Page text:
The diversity of this array of recent terrorist recruits presents new challenges for intelligence and law enforcement agencies, already over-stressed and inundated with information and leads, to run these new threats to ground. There seems no longer any clear profile of a terrorist. Moreover, the means through which many of these persons were radicalized — over the Internet — suggests that these days you can aspire to become a terrorist in the comfort of your own bedroom.
The threat that the U.S. is facing is different than it was nine
years ago. It has also changed and evolved since the 9/11 Commission presented
its report six long years ago. Today, America faces a dynamic threat that has
diversified to a broad array of attacks, from shootings to car bombs to
simultaneous suicide attacks to attempted in-flight bombings of passenger
1. See United States Of America v. Faisal Shahzad, Defendant, Case 1:10-mj-00928-UA Filed 4 May 2010.
2. See the statements by Homeland Security Secretary Janet
Napolitano, “’This Week’ Transcript: McKay, Napolitano, Salazar and Allen,”
ABC News, 2 May 2010; Denis McDonough, Chief of Staff of
the National Security Council on “News Hour,”
Broadcasting System, 5 May 2010; and, General David H.
Petraeus in Yochi J. Dreazen and Evan Perez, “Suspect Cites Radical Iman’s
Wall Street Journal, 6 May 2010. See also, Joseph Berger, “Pakistani Taliban Behind
Times Sq. Plot, Holder Says, “
New York Times, 9 May 2010; and Associated Press, “Gen. Petraeus: Times Square bomber acted
alone,” 7 May 2010.
3. Quotes taken from Jerry Markon, “Guilty plea in failed Times Square bombing; Shahzad warns of more attacks unless U.S. leaves Muslim countries,” Washington Post, 22 June 2010; Ron Scherer, “Failsal Shahzad calls Times Square bomb plot ‘war,’ pleads guilty,” Christian Science Monitor (Boston), 21 June 2010; and, “Shahzad pleads guilty to Times Square bombing charges,” CNN.com, 21 June 2010.
4. United States District Court Southern District of New York, United States of America v. Faisal Shahzad, 17 June 2010.
5. Interview with NSPG, 8 July 2010.
6. United States of America v. Faisal Shahzad, Defendant, Case 1:10-mj-00928-UA Filed 4 May 2010.
7. Quoted in Peter Taylor, Brits (London: Bloomsbury, 2001), p. 256.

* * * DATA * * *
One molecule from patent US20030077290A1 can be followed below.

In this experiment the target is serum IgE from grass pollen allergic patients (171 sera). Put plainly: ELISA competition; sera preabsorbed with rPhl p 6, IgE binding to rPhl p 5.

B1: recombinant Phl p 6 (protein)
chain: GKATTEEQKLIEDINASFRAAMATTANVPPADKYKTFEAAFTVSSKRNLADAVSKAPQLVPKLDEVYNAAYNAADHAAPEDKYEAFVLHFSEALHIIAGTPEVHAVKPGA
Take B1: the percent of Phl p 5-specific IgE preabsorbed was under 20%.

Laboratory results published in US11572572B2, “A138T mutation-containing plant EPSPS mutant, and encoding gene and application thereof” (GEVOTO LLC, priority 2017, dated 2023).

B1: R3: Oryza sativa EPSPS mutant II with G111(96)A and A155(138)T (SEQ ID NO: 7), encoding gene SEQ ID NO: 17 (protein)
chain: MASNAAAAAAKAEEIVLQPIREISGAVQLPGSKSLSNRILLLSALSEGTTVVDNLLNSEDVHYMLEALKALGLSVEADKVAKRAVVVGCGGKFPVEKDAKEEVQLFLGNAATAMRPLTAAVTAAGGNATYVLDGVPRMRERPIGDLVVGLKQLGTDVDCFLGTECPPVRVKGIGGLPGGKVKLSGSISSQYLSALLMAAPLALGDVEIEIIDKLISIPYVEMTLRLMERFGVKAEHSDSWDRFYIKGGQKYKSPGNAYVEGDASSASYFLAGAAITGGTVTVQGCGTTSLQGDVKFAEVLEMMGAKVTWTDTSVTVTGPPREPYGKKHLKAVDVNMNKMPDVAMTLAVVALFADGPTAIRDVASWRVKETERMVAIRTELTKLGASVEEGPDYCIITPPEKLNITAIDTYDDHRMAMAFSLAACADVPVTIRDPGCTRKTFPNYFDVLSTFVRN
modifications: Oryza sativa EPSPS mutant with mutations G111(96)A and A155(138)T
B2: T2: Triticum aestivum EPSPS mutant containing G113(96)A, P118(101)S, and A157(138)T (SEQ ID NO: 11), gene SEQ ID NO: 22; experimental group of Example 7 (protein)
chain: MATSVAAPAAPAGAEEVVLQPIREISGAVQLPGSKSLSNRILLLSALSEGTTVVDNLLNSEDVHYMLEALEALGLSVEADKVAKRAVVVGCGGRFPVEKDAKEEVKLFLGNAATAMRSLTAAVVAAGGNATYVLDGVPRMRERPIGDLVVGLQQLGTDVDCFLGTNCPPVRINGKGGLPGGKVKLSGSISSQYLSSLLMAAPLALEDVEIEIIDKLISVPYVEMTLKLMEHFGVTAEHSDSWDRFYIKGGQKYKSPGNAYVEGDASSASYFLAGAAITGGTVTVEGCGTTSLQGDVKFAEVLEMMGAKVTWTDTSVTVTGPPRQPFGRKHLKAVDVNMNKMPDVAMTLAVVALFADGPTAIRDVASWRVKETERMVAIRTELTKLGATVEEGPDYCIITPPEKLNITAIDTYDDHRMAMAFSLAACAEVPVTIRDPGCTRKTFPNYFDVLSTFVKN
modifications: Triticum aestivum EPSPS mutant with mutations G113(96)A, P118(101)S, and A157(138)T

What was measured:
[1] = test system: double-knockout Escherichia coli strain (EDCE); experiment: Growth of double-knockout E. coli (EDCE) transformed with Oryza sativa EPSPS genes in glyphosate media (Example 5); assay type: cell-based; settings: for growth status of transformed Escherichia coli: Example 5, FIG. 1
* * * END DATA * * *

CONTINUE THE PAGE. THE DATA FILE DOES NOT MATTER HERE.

8. United States District Court Eastern District of New York, United States of America v. Adis Medunjanin, Abid Nasser, Adnan El Shukrijumah, Tariq Ur Rehman, and FNU LNU, 7 July 2010.
9. Interview with NSPG, 8 July 2010.
10. Interview with NSPG, 26 January 2010.
11. See, for example, Karin Brulliard and Pamela Constable, “Militant factions with global aims are spreading roots throughout Pakistan,” Washington Post, 10 May 2010; and, Anne E. Kornblut and Karin Brulliard, “U.S. blames Pakistani Taliban for Times Square bomb plot,” Washington Post, 10 May 2010.
12. Jean-Pierre Perrin “Al-Qa’ida Has Lost Its Footing: Interview with Jean-Pierre Filiu”, Liberation (Paris), 6 May 2010; and, Douglas Farah, “Analysis of the Spanish Suicide Bombers Case,” NEFA, 22 February 2008.
13. Quoted in Farah, “Analysis of the Spanish Suicide Bombers Case.”
14. See Mark Hosenball and Michael Isikoff, “The Taliban’s Threats,” Newsweek (New York), 1 April 2009; Zahid Hussain and Jeremy Page, “Taleban: We will launch attack on America that will amaze the world,” The Times (London), 1 April 2009; and, “Taliban leader Hakimullah Mehsud threatens U.S. months after ‘death’,” Daily Telegraph (London), 3 May 2010.
15. Interview with NSPG, 20 July 2010.
16. Steve Kroft, “Homegrown Terror,” 60 Minutes, CBS News, 9 May 2010.17. See Nur Dianah Suhami, “Local Muslim preachers need to modernize ways,” Straits Times (Singapore), 31 July 2010; and Rachel Lin, “Twisted teachings, twisted logic,” Straits Times (Singapore), 31 July 2010.
18. Interview with NSPG, 8 July 2010.
19. Aspen Security Forum 2010, “Counterterrorism Strategy with the Hon. Michael E Leiter, Director, National Counterterrorism Center,” 30 June 2010.
20. In recent years, writings as diverse as the 1,600-page treatise of Mustafa bin Abd al-Qadir Setmariam Nasar (writing under the pseudonyms of either Abu Mus’ab al-Suri or Umar Abd al-Hakim) titled The Call to Global Islamic Resistance and Anwar al-Awlaki’s “44 Ways to Support Jihad” have forcefully explicated this strategy, amplifying and building on the similar call to arms in this respect first issued by Ayman al-Zawahiri in Knights Under the Prophet’s Banner nearly nine years ago.
21. Interview with NSPG, 8 July 2010.
22. Quoted in Carrie Johnson, “Jihad Jane, an American woman, faces terrorism charges,” Washington Post, 10 March 2010.
23. See for example “America’s Muslims after 9/11,” VOANews.com, 10 September 2006; “Overview of Muslims in America,” PBS series, “The Muslims in America,”; and, “Pew Study Sees Muslim Americans Assimilating,” Barbara Bradley Hagerty, National Public Radio, “All Things Considered,” 22 May 2007; Department of Justice, “Umar Farouk Abdulmutallab Indicted for Attempted Bombing of Flight 253 on Christmas Day,” January 6, 2010.